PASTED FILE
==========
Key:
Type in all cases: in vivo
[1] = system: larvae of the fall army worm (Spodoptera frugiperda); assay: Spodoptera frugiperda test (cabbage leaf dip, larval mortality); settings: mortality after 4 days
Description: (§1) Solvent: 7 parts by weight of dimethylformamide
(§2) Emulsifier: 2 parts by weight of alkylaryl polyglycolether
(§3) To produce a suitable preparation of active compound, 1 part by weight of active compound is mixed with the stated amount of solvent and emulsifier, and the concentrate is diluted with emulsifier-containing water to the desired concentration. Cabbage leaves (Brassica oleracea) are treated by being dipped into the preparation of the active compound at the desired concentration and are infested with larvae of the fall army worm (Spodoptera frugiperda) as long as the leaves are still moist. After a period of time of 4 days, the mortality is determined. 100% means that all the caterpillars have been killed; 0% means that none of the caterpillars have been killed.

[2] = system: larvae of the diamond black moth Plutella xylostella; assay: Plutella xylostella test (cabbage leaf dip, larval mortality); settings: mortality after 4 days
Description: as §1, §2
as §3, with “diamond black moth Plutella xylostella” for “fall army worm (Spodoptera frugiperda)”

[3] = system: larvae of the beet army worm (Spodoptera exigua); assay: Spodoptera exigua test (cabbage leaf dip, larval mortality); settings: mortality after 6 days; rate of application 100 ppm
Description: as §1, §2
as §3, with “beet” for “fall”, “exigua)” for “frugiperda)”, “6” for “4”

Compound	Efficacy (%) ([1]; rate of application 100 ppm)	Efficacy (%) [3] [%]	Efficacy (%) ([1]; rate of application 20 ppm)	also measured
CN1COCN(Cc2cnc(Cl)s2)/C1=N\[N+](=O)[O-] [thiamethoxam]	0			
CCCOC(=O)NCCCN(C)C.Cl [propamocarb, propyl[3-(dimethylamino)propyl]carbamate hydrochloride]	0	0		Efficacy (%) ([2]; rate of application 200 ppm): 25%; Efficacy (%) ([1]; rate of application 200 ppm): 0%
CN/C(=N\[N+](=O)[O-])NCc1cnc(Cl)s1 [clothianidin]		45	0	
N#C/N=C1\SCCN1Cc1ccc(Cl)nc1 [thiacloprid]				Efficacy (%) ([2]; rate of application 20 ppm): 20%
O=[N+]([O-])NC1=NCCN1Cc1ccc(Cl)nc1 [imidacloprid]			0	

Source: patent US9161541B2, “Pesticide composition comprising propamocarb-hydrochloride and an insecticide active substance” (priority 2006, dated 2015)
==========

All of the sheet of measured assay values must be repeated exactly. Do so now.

Key:
Type in all cases: in vivo
[1] = system: larvae of the fall army worm (Spodoptera frugiperda); assay: Spodoptera frugiperda test (cabbage leaf dip, larval mortality); settings: mortality after 4 days
Description: (§1) Solvent: 7 parts by weight of dimethylformamide
(§2) Emulsifier: 2 parts by weight of alkylaryl polyglycolether
(§3) To produce a suitable preparation of active compound, 1 part by weight of active compound is mixed with the stated amount of solvent and emulsifier, and the concentrate is diluted with emulsifier-containing water to the desired concentration. Cabbage leaves (Brassica oleracea) are treated by being dipped into the preparation of the active compound at the desired concentration and are infested with larvae of the fall army worm (Spodoptera frugiperda) as long as the leaves are still moist. After a period of time of 4 days, the mortality is determined. 100% means that all the caterpillars have been killed; 0% means that none of the caterpillars have been killed.

[2] = system: larvae of the diamond black moth Plutella xylostella; assay: Plutella xylostella test (cabbage leaf dip, larval mortality); settings: mortality after 4 days
Description: as §1, §2
as §3, with “diamond black moth Plutella xylostella” for “fall army worm (Spodoptera frugiperda)”

[3] = system: larvae of the beet army worm (Spodoptera exigua); assay: Spodoptera exigua test (cabbage leaf dip, larval mortality); settings: mortality after 6 days; rate of application 100 ppm
Description: as §1, §2
as §3, with “beet” for “fall”, “exigua)” for “frugiperda)”, “6” for “4”

Compound	Efficacy (%) ([1]; rate of application 100 ppm)	Efficacy (%) [3] [%]	Efficacy (%) ([1]; rate of application 20 ppm)	also measured
CN1COCN(Cc2cnc(Cl)s2)/C1=N\[N+](=O)[O-] [thiamethoxam]	0			
CCCOC(=O)NCCCN(C)C.Cl [propamocarb, propyl[3-(dimethylamino)propyl]carbamate hydrochloride]	0	0		Efficacy (%) ([2]; rate of application 200 ppm): 25%; Efficacy (%) ([1]; rate of application 200 ppm): 0%
CN/C(=N\[N+](=O)[O-])NCc1cnc(Cl)s1 [clothianidin]		45	0	
N#C/N=C1\SCCN1Cc1ccc(Cl)nc1 [thiacloprid]				Efficacy (%) ([2]; rate of application 20 ppm): 20%
O=[N+]([O-])NC1=NCCN1Cc1ccc(Cl)nc1 [imidacloprid]			0	

Source: patent US9161541B2, “Pesticide composition comprising propamocarb-hydrochloride and an insecticide active substance” (priority 2006, dated 2015)